M&S group relief victory fails to open floodgates

In the latest bout of a ten-year sparring contest in the courts, Marks &
Spencer has won a points victory over the taxman.

M&S has been trying to claw back group relief on its UK tax bill for
losses suffered by its former German and Belgian subsidiaries as far back as

Judges said the retail giant was entitled to claim group relief for losses
made in 2000, 2001 and 2002 but rejected other claims.

Others challenging HM Revenue & Customs on the same front have been
warned by advisers that a win for them is by no means guaranteed, despite M
&S’s success.

The main issue hangs on whether there is “no possibility” that the losses a
company makes in a foreign subsidiary are unable to be offset in the country
they were generated.

“Other companies which have lodged UK group relief claims for the losses of
European Economic Area resident subsidiaries need to double check that the ‘no
possibilities’ test was met at the time the claims were made and, if necessary,
make new ones when the test is met,” said Rosemary Blundell, director of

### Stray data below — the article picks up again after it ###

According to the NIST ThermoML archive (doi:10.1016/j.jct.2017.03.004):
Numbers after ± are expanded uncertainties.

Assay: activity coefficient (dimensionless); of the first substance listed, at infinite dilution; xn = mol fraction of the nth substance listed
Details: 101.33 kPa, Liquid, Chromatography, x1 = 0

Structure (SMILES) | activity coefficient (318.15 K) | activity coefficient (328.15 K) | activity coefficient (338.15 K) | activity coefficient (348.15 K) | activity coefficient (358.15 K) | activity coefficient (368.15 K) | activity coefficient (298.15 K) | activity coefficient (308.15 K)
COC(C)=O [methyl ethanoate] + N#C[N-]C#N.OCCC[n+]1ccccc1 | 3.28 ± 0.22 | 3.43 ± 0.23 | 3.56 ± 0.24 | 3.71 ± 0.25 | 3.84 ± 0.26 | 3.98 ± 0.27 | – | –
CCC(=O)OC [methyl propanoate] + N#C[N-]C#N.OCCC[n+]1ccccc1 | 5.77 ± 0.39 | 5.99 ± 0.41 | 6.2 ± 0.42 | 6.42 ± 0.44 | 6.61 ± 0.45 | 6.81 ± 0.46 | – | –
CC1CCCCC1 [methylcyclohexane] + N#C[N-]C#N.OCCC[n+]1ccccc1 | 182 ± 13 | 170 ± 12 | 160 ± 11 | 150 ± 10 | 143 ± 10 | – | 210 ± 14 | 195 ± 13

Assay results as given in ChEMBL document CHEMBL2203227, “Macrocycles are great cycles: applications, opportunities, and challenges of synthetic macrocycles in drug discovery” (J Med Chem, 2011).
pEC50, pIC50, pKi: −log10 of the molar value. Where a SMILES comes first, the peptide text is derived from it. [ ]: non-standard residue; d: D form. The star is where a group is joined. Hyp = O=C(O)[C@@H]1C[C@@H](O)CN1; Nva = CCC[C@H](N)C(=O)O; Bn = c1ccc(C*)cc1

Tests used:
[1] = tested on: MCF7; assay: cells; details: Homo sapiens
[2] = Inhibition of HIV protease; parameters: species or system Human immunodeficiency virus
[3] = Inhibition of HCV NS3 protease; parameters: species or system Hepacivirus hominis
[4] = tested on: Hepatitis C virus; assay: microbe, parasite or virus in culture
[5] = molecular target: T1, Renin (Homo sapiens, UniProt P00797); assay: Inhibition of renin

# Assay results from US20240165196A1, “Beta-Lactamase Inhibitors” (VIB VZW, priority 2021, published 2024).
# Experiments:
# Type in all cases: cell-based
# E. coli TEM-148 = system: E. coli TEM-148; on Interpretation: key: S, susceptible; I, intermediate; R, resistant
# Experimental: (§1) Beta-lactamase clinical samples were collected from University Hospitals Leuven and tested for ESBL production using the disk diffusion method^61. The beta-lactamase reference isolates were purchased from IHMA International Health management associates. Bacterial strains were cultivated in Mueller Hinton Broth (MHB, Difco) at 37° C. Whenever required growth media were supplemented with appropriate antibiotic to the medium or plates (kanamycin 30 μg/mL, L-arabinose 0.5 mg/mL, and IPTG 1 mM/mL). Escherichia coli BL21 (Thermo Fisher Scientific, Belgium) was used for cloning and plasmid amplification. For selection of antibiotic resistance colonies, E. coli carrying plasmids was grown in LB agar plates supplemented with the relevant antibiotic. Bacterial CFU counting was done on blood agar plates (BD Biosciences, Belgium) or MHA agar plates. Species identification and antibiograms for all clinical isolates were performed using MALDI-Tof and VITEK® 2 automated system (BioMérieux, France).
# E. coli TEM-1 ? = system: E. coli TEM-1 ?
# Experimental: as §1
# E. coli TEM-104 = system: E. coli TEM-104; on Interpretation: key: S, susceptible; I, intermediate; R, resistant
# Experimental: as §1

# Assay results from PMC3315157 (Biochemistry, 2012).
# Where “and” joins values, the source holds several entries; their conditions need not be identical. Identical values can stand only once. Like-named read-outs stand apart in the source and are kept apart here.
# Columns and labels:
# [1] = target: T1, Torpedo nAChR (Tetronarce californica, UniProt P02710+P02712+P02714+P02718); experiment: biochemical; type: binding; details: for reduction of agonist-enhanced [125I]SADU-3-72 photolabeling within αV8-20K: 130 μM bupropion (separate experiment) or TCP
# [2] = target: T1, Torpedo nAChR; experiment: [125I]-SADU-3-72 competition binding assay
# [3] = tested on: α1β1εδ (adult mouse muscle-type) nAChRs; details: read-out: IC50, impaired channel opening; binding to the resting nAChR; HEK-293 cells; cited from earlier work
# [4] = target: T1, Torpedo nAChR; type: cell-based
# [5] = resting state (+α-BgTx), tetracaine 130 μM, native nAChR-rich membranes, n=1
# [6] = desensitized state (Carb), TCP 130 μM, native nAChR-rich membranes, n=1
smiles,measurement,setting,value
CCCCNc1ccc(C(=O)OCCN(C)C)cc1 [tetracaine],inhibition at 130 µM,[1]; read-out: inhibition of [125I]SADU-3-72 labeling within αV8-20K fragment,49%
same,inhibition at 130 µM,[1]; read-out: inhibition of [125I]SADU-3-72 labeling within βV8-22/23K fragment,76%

national tax at Mazars.

Law firm Norton Rose has said there could be “hundreds of millions of pounds”
at stake in possible claims.

“Although only M&S’s claim is currently being heard by the tribunal, many
companies have lodged protective claims for their European subsidiaries’
losses,” the firm said in a briefing paper on the eve of the decision.

In the context of the global credit crunch, which has seen UK-based
multinationals suffer major losses, the ruling also has significant implications
for those who attempt to smooth out the effects of the financial crisis in
future years.

Challenges may stay behind closed doors. The claims are filed as part of a
company’s corporation tax returns and do not come into the public domain unless
court action is taken.

The M&S case has proved so contentious it has been dragged through the
UK’s court system, all the way to the European Court of Justice and back again,
with the taxman and the retail giant trading claim and counterclaim.

Since then, the UK courts have been left with the highly complex task of
considering when the “no possibilities” test is applied, how the losses
available for relief should be computed and the administrative process of making

“Companies should also check that the way in which the losses have been
calculated is consistent with the Upper Tribunal’s ruling,” Blundell added.

An HMRC spokesman said: “HMRC is currently studying the detail of this
judgment carefully before deciding any further course of action.”


Further reading:

&S wins partial victory in marathon battle with taxman

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